In his interview as part of the project to mark the 50th anniversary of the Comparative and International Education Society, Steve Klees offered sound advice to young scholars entering the field of comparative education, “Understand our debates, understand there are no right positions in our debates, and understand your own position in our debates and engage in the debates.”
In this chapter, the author argues that in recent years those theoretical debates that are central to comparative education have been ignored, or at least played down, resulting in a lot of work that is “atheoretical.” In this context, “atheoretical” does not mean that the work is not based on theoretical assumptions but that those assumptions are not thoroughly examined. Consequently, certain positions are adopted by default, seen as “natural.” This has not only affected comparative education but also is endemic to the field of educational research more generally, where methodological debate has been simplified to a choice between quantitative or qualitative methods.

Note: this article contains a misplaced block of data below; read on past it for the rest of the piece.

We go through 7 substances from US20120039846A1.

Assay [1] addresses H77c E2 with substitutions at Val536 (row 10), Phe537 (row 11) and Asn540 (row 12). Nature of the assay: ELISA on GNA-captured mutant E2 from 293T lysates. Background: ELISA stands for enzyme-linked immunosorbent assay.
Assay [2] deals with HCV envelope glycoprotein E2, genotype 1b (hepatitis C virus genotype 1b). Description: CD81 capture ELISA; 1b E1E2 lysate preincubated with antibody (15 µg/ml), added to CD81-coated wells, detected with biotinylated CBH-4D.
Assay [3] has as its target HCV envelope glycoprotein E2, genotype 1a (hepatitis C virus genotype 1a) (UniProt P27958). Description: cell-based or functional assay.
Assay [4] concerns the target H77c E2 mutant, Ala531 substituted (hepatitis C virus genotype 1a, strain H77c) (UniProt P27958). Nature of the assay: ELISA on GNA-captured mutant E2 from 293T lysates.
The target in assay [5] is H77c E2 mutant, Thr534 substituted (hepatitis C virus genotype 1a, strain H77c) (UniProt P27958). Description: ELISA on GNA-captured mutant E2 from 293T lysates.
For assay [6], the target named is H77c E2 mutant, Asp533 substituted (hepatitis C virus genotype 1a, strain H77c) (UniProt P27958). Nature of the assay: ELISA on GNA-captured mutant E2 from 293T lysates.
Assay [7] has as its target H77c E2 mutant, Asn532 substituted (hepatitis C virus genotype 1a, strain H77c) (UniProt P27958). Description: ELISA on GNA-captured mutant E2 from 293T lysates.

This chapter will examine the epistemological, ontological, and sociological decisions that must be the foundation of any educational research, illustrating the points with key debates in the field of comparative and international education.
Turner, D.A. (2019), "What Is Comparative Education?", Wiseman, A.W. (Ed.) Annual Review of Comparative and International Education 2018 (International Perspectives on Education and Society, Vol. 37), Emerald Publishing Limited, Leeds, pp. 99-114. https://doi.org/10.1108/S1479-367920190000037011
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